NHS opens bidding on £1bn PC and print framework
Suppliers sought across six lots covering a comprehensive range of end-user devices
The NHS has opened bidding for a four-year framework for the supply of PCs and other devices. The deal is expected to be worth up to £1bn to the chosen suppliers.
The Link 3 framework will be split into six lots, the first five of which will respectively cover: desktop PCs; laptops; tablets; specialist healthcare hardware; and printing and scanning devices.
The final lot will be for suppliers that can offer a “one-stop shop”, providing all or most of the goods covered by the previous five sections.
The incumbent Link 2 vehicle – which has been in place since 2016 and expires on 12 December – is made up of 10 lots, including the same categories as the incoming framework, as well as specialist sections for clinical monitors and displays, sustainably sourced hardware, deployment services, and third-party warranties.
The new deal includes clinical monitors in the healthcare hardware section, and specifies that each of the six lots will also include “warranty and lease options, deployment services, as well as green [or] sustainable options”.
The framework is being administered by NHS Shared Business Services, a joint venture between the Department of Health and Social Care and IT consultancy Sopra Steria. Working alongside NHS SBS will be the North of England Commercial Procurement Collaborative, an NHS buying group whose 36 member trusts are based primarily across the midlands and the north.
- NHS Digital picks 69 suppliers for £500m GP IT framework
- London NHS trusts launch £3bn mega-framework for IT and services
- Government to roll out £5m pan-NHS procurement platform over next three years
Link 3 is due to come into effect on the day after its predecessor expires – in less than three months’ time – meaning that, in order to ensure continuity, NHS SBS has left itself a limited timeframe in which to complete the bidding process, assess bids, award contracts, and deal with any queries or legal challenges from unsuccessful suppliers.
Bidding for a spot on one or more of the six lots is open until midday on 14 October. Over its potential four-year lifespan, up to £1bn is expected to be spent via the framework.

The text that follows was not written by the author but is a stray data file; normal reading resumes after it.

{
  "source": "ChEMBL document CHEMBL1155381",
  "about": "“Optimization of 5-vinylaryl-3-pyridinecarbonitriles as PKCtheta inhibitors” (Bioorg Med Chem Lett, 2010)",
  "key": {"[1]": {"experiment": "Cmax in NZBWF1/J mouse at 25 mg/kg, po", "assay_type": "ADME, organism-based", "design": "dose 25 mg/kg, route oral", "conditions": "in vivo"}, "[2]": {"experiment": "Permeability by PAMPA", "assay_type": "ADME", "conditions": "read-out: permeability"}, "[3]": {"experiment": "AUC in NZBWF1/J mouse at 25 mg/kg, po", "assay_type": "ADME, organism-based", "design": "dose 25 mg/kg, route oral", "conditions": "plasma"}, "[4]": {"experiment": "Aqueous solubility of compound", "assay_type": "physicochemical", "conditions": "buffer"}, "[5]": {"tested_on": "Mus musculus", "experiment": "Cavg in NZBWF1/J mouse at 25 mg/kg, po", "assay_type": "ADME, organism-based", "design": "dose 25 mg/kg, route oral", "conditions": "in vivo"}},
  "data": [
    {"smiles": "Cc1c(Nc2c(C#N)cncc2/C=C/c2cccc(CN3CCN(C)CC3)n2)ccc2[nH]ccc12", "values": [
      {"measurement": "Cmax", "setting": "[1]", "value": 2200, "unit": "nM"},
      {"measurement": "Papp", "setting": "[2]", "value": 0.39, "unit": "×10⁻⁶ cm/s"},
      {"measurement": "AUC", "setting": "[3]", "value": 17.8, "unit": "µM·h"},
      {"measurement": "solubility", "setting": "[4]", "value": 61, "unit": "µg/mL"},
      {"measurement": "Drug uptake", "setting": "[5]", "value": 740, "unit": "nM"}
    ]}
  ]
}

All NHS bodies will be able to buy through the vehicle – as will other organisations across the breadth of the public sector, should they so wish.
According to procurement documents, the first lot, dedicated to desktop computers, will include suppliers that can provide “small form factors, micros, all-in-ones, [and] thin- or zero-client devices”. Also featuring in this section of the buying vehicle will be monitors and other peripherals.
The laptop lot will feature “notebook devices, rugged devices, two in ones, thin and lightweight clients”, while the tablet segment will include “wraparound, detachable, [and] phablet” devices. Both lots will also offer buyers related peripherals.
The lot for specialist healthcare-related computing hardware is seeking firms that can deliver “mobile carts – including PCs when purchased together – infection control products, mobile clinical assistant devices for use in point of care and mobile environments… LCD and HD monitors, large format, multi-display-mode monitors, and displays suitable for end-user applications: including, but not limited, to PACS, endoscopy, [and] mammography”.
The fifth lot will feature a range of printers, scanners, and barcode-reading devices. These products must “enable tracking and traceability within corporate, healthcare and retail environments”, NHS SBS said.
“Use-case examples [include]: product management and visibility; stock management; asset management; estates management; medicine management; patient identification and management; [and] point-of-care delivery in healthcare,” it added.
Suppliers that make the grade for the final ‘one-stop shop’ lot will be those that can offer “a selection of IT hardware and service including at least four of the following categories: desktops; laptops; tablets [and] slate computers; specialist healthcare-related IT hardware; clinical monitors; medical displays; green sustainable IT hardware”.
The incumbent Link 2 framework features a total of 12 suppliers across its 10 lots. With inclusion on nine of these, Softcat leads the way, ahead of fellow IT resellers Centerprise, SCC, Stone, XMA, and Insight, and vendors HP and Dell, all of which gained a place on four or more lots.
Parity Computers features on the two lots for specialised healthcare technology, while licensing and IT provider Software Box made the cut on the tablet lot, and two firms – Dacoll and Esteem Systems – gained a place solely on the segment for third-party warranty providers.
DHSC says health secretary ‘acted entirely properly’
Procurement data reveals consultancy brought in to cover six-month drive to recruit specialists
Extra £367k added to deal in support of isolation payments
Procurement info shows two suppliers were chosen for four-month contract
With the backdrop of the COVID-19 pandemic, every disaster now entails responding to at least two emergencies. Dataminr explains how organisations can best prepare.
In order to stay productive despite increased feelings of isolation - and other challenges - Azeus Convene suggest these top 10 tips to help you make the most out of working from home...